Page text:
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# Order of operations example

CCSS Math: 6.EE.A.2c

## Video transcript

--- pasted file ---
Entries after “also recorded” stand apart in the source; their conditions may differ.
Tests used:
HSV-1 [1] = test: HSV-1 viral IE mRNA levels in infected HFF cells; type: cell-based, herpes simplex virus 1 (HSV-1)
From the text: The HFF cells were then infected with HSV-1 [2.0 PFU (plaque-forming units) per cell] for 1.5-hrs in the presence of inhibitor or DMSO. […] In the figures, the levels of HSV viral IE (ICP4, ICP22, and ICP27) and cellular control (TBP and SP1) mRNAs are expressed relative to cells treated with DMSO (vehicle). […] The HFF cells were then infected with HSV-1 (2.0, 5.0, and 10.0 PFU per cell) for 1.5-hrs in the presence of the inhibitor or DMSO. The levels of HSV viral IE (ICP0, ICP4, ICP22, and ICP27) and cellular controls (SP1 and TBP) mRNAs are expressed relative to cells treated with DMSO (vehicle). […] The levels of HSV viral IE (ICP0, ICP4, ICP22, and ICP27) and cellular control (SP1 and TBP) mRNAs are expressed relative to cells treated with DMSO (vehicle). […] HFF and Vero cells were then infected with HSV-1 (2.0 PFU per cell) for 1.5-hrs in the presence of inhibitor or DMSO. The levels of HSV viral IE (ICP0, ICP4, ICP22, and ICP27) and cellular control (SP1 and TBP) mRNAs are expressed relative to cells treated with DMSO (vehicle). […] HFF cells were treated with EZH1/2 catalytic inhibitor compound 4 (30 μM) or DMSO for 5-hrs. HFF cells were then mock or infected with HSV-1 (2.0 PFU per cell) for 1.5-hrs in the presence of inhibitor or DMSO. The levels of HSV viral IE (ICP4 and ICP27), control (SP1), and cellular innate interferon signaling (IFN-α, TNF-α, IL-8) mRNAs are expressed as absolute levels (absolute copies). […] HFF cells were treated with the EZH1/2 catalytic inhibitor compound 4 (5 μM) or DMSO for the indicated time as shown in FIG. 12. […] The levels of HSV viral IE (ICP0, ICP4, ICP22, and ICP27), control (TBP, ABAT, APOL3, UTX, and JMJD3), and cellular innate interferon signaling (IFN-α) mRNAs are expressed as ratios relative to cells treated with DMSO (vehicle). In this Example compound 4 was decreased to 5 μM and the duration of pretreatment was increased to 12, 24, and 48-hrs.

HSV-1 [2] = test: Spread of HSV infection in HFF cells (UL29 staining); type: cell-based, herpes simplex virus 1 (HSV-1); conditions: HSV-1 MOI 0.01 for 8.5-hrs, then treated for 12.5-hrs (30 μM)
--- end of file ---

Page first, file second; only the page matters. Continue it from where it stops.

We're asked to simplify 8 plus 5 times 4 minus, and then in parentheses, 6 plus 10 divided by 2 plus 44. Whenever you see some type of crazy expression like this where you have parentheses and addition and subtraction and division, you always want to keep the order of operations in mind. Let me write them down over here. So when you're doing order of operations, or really when you're evaluating any expression, you should have this in the front of your brain that the top priority goes to parentheses. And those are these little brackets over here, or however you want to call them. Those are the parentheses right there. That gets top priority. Then after that, you want to worry about exponents. There are no exponents in this expression, but I'll just write it down just for future reference: exponents. One way I like to think about it is parentheses always takes top priority, but then after that, we go in descending order, or I guess we should say in-- well, yeah, in descending order of how fast that computation is. When I say fast, how fast it grows. When I take something to an exponent, when I'm taking something to a power, it grows really fast. Then it grows a little bit slower or shrinks a little bit slower if I multiply or divide, so that comes next: multiply or divide. Multiplication and division comes next, and then last of all comes addition and subtraction. So these are kind of the slowest operations. This is a little bit faster. This is the fastest operation. And then the parentheses, just no matter what, always take priority. So let's apply it over here. Let me rewrite this whole expression. So it's 8 plus 5 times 4 minus, in parentheses, 6 plus 10 divided by 2 plus 44. So we're going to want to do the parentheses first. We have parentheses there and there. Now this parentheses is pretty straightforward. Well, inside the parentheses is already evaluated, so we could really just view this as 5 times 4. So let's just evaluate that right from the get go. So this is going to result in 8 plus-- and really, when you're evaluating the parentheses, if your evaluate this parentheses, you literally just get 5, and you evaluate that parentheses, you literally just get 4, and then they're next to each other, so you multiply them. So 5 times 4 is 20 minus-- let me stay consistent with the colors. Now let me write the next parenthesis right there, and then inside of it, we'd evaluate this first. Let me close the parenthesis right there. And then we have plus 44. So what is this thing right here evaluate to, this thing inside the parentheses? Well, you might be tempted to say, well, let me just go left to right. 6 plus 10 is 16 and then divide by 2 and you would get 8. But remember: order of operations. Division takes priority over addition, so you actually want to do the division first, and we could actually write it here like this. You could imagine putting some more parentheses. Let me do it in that same purple. You could imagine putting some more parentheses right here to really emphasize the fact that you're going to do the division first. So 10 divided by 2 is 5, so this will result in 6, plus 10 divided by 2, is 5. 6 plus 5. Well, we still have to evaluate this parentheses, so this results-- what's 6 plus 5? Well, that's 11. So we're left with the 20-- let me write it all down again. We're left with 8 plus 20 minus 6 plus 5, which is 11, plus 44. And now that we have everything at this level of operations, we can just go left to right. So 8 plus 20 is 28, so you can view this as 28 minus 11 plus 44. 28 minus 11-- 28 minus 10 would be 18, so this is going to be 17. It's going to be 17 plus 44. And then 17 plus 44-- I'll scroll down a little bit. 7 plus 44 would be 51, so this is going to be 61. So this is going to be equal to 61. And we're done!